Tips for Cooking Fried Meatballs

Posted by Reynaldo | Cooking | Monday 14 March 2016 11:01 am

In my family, when we make meatballs, we make them fried. And, not surprisingly, they always turn out delicious. However, as with other foods that are fried, fried meatballs have their pitfalls. They can sometimes fall apart or they can come out dry, and no one wants to eat dry and messy-looking meatballs. With the tips that I’m going to share with you, however, I’m sure that you will be able to enjoy picture-perfect fried meatballs with little effort.

First, you have to consider the different types of meats that you can make meatballs with. I believe that meats that are not too lean are perfect for making fried meatballs because they have enough fat to hold them together. Turkey meatballs are best baked or steamed. You should try to purchase ground meat that is no more than 70% lean (sometimes, the ratio of leanness is described as 70/30 or 80/20).

Then, you have to consider the types of things that you will mix the meat with. Dried herbs are best used for frying because the fresh ones will release natural moisture that will interact negatively with the hot oil. You want to keep splattering to a minimum so that your cleanup will be fast and easy. Herbs such as rosemary, oregano, dill, and basil are perfect for meatballs. Consider adding spices, even if they aren’t spicy, to your meat mixture. Garlic powder and onion powder are best used instead of fresh garlic and onion because of their lack of moisture.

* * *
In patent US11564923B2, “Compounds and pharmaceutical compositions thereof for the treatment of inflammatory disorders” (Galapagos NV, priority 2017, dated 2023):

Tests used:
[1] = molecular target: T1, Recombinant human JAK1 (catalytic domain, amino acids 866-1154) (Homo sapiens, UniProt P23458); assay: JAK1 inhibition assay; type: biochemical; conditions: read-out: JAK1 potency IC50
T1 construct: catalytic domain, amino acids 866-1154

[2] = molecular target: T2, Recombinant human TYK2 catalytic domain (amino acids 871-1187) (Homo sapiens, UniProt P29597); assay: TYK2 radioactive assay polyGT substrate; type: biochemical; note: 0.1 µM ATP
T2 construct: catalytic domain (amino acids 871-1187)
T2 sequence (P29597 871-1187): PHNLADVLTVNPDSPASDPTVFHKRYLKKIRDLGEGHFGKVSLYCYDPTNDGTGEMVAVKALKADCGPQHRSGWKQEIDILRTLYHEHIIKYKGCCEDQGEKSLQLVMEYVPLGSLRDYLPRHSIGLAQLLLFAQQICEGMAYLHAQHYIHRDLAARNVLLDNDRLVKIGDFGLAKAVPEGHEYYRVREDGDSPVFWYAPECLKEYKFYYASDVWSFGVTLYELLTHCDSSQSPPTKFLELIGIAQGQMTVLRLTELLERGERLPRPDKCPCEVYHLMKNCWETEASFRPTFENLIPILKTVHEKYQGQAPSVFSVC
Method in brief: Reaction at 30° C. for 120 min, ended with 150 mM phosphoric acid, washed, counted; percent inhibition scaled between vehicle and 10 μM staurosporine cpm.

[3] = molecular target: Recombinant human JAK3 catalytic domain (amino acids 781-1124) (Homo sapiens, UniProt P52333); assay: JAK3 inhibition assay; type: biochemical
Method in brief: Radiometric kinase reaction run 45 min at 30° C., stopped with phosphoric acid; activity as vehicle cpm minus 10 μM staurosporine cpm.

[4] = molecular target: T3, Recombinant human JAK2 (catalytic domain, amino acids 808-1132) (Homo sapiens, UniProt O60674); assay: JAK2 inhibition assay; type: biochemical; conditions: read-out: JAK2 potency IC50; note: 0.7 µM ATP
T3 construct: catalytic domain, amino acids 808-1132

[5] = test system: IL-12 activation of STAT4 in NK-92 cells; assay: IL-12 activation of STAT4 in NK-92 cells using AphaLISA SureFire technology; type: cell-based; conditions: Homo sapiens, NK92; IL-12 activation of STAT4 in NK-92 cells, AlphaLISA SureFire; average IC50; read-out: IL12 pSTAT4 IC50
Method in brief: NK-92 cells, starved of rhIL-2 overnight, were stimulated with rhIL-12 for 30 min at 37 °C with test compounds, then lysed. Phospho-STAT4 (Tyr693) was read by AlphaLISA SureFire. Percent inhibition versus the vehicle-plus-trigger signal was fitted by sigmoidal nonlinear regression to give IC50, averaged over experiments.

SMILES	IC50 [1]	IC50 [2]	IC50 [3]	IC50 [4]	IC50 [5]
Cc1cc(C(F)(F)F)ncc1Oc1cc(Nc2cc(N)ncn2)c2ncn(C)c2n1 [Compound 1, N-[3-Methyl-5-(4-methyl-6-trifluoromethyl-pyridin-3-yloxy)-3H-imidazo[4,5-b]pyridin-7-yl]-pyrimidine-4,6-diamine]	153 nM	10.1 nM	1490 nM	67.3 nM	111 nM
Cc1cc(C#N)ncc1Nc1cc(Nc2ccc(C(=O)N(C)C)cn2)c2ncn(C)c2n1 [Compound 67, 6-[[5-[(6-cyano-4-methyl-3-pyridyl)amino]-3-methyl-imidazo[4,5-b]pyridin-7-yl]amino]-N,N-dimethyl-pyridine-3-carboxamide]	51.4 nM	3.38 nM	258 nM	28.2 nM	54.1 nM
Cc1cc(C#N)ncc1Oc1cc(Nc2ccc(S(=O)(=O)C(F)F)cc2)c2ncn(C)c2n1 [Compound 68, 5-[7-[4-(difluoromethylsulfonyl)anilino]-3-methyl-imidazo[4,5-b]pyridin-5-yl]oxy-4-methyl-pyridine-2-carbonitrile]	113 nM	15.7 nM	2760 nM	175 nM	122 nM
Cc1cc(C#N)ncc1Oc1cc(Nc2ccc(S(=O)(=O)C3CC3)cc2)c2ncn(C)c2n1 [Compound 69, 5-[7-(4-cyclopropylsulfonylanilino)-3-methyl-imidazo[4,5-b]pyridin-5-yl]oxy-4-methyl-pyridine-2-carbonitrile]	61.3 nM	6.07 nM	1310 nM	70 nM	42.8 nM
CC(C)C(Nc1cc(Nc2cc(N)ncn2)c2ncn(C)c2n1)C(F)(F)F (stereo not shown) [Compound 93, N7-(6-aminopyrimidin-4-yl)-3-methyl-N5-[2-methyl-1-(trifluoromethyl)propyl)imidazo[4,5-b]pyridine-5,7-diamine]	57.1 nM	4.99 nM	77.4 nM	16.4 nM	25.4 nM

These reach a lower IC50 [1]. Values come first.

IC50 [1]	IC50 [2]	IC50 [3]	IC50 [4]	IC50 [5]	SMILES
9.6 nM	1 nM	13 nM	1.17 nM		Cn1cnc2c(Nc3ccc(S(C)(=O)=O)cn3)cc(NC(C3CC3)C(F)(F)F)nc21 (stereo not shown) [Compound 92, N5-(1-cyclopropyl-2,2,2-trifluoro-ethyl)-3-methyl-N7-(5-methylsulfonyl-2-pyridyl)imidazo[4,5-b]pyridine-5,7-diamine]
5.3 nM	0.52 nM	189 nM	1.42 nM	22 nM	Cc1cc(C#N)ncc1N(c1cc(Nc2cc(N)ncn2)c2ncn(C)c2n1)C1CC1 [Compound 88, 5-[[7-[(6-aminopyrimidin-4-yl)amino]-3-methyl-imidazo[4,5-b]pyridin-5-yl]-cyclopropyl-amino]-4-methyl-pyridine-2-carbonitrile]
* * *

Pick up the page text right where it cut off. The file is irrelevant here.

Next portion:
Whether you want to deep-fry the meatballs or just shallow-fry them, you want to allow the oil to get hot enough. If the oil isn’t hot enough when you are ready to fry, then take some time to yourself and allow it to get hot enough. There is nothing worse than really greasy meatballs that are undercooked. The oil shouldn’t be too hot, however; it shouldn’t be smoking. One tip for making meatballs is not to mash and handle the meat too much. Mix your ingredients just enough so that it holds together, then refrigerate the balls for an hour or until the meat is firm. This prevents the meatballs from falling apart. Using a deep-fryer is not absolutely recommended when you want to fry things; in fact, I think I prefer frying in my own pan instead (a stainless steel one, which is able to take very high temperatures) because I don’t have to clean up a bulky item with so many different parts. Also, I prefer not to shallow-fry meatballs because I want them to finish up quickly. Although deep-frying does use more oil than shallow-frying, I would rather use the former method because I will not have to think about having to turn them over, because that means less work for me.

Fry only a small amount of meatballs at a time. Frying too many at once lowers the temperature of the oil too quickly, and you will get soggy, greasy meatballs. Also, once you take one batch out, wait for a couple of minutes for the oil to come up to temperature again. When you fry things in this way, you will always get picture-perfect, restaurant-quality fried foods that everybody will enjoy.

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